Candylion sees him taking his muse to new heights; presenting it in a way that is more ebullient, more self assured.
Gruff Rhys – Candylion
What can you say of Gruff Rhys? Troubadour par excellence? Genial trickster? Maybe... what can be said is that whilst his first LP Yr Atal Genhedlaeth, was essentially a solo, exploratory conversation (and an delightful one at that), Candylion sees him taking his muse to new heights; presenting it in a way that is more ebullient, more self assured. I truly think that we have yet to see the best of Rhys as a creative force; he's trying out this psychedelic folk vision for size, feeling his way still. He's joking with us in some way on the sleeve & booklet artwork, Mr Rhys caught in the full creative act, building his Candylion from carefully pruned cardboard segments.
In some ways there are moments on this LP where you could say (when stretched to answer definitely on this LP and, of course, full of the confidence-giving properties of wine) his vision is a pastoral version of the Velvet Underground; certainly the 14 minute long song, Skylon! is as close as you are likely to come to an acoustic version of Sister Ray. Con Carino sounds like a drugged snippet from Waiting for My Man.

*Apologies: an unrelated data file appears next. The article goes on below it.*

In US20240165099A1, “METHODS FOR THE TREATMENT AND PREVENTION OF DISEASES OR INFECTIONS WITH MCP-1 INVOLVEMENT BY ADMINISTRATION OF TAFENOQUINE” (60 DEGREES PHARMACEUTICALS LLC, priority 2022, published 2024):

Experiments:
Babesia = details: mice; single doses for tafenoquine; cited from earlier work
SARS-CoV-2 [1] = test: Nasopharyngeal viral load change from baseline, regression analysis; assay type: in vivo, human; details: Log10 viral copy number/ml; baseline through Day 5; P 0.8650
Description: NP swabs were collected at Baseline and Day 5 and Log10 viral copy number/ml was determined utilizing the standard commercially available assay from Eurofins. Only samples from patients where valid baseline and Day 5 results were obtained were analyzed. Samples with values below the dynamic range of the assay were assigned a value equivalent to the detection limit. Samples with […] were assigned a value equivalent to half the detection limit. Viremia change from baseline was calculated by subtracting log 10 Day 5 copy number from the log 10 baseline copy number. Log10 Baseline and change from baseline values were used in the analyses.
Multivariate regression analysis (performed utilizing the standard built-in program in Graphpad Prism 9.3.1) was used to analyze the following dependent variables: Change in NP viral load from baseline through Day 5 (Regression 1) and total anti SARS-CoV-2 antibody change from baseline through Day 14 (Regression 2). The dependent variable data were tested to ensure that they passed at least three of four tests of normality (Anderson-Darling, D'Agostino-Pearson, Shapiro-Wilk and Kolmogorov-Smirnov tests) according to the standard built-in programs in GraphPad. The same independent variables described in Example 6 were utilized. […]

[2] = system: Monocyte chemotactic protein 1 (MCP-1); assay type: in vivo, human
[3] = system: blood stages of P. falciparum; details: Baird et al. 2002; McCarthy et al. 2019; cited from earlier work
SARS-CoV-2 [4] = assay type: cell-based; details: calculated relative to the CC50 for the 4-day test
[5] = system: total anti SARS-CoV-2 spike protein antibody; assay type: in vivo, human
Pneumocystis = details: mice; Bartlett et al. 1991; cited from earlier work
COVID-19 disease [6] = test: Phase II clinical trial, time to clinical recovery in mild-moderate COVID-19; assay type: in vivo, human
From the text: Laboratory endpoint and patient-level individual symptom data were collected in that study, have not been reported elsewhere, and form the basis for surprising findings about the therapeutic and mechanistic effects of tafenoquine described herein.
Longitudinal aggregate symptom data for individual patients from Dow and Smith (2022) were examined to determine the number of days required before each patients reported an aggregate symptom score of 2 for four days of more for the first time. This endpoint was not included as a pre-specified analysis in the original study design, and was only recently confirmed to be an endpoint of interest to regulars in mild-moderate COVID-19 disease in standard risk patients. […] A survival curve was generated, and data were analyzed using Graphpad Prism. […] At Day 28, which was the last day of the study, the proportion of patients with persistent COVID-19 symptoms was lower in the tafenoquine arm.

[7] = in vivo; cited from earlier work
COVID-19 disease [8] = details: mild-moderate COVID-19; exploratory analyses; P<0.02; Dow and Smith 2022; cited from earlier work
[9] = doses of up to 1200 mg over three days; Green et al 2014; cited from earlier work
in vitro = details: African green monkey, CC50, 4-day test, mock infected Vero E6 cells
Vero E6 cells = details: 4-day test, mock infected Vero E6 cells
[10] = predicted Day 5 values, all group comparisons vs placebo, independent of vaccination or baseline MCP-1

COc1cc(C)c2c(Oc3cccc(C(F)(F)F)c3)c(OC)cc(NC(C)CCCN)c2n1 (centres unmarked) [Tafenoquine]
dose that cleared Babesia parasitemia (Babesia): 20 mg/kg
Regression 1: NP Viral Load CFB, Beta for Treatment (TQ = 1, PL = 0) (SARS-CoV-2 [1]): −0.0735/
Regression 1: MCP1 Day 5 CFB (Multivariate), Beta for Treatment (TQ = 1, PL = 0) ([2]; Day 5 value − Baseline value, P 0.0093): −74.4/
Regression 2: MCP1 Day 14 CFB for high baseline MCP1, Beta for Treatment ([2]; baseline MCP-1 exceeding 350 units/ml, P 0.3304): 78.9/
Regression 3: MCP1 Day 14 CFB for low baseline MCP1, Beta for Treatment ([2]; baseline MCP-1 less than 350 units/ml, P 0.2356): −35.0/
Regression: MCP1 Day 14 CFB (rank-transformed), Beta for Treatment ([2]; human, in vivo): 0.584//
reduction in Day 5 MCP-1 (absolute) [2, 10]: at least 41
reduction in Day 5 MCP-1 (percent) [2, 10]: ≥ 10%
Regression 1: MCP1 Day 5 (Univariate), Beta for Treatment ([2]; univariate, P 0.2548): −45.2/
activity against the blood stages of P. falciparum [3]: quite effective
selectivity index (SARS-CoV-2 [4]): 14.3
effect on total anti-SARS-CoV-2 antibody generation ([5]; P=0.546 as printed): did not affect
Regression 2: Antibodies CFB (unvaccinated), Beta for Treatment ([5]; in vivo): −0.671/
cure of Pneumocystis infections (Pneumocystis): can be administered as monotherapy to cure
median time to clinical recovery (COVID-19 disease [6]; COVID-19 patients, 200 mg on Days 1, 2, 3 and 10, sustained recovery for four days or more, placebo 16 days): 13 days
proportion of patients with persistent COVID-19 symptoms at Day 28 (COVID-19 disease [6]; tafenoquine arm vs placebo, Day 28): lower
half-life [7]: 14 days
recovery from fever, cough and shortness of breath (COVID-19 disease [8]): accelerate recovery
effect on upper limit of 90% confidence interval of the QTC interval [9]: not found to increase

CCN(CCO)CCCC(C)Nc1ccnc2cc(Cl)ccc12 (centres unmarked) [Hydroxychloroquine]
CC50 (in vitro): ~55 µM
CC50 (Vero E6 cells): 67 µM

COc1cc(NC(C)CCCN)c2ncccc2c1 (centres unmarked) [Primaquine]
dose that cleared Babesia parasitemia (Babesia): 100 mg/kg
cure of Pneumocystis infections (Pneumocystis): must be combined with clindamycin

You do get the familiar set of beautiful melodies and odd lo-fi; and more, for what Yr Atal Genhedlaeth lacked was a take on those broad Super Furry-tuned pop horizons (witness Now That the Feeling Has Gone). Lonesome Words is a beautiful sub Morricone pastoral, and Painting People Blue is a deliciously camp question-and-answer backing vocal riposte. It's a restless set in some ways, as both Cycle of Violence with its up tempo rhythm and sharp strings hints at.
The Welsh language tracks are some of the best of these short pop songs; Gyrru Gyrru Gyrru is just brilliant with a driving rhythm (again, somehow very Velvetsy) and weirdly balanced out with some John Shuttleworth-style keyboard effects. The taped phone call amidships is a deranged but brilliant idea. Ffrwydriad yn y ffurfafen is a more melodic (and successful) take on Cycle of Violence's restless spirit. But it's Skylon! which steals the show; rather like Mother Sky on Can's Soundtracks, it eclipses everything around it and is the track that sticks in your head. A mini trip in an LSD-soaked plane, Skylon! keeps breezing along, never letting up on its drugged groove. It's a hilarious story too.
A great piece of work and well worth checking out. But you don't really need me to tell you that.
Words: Richard Foster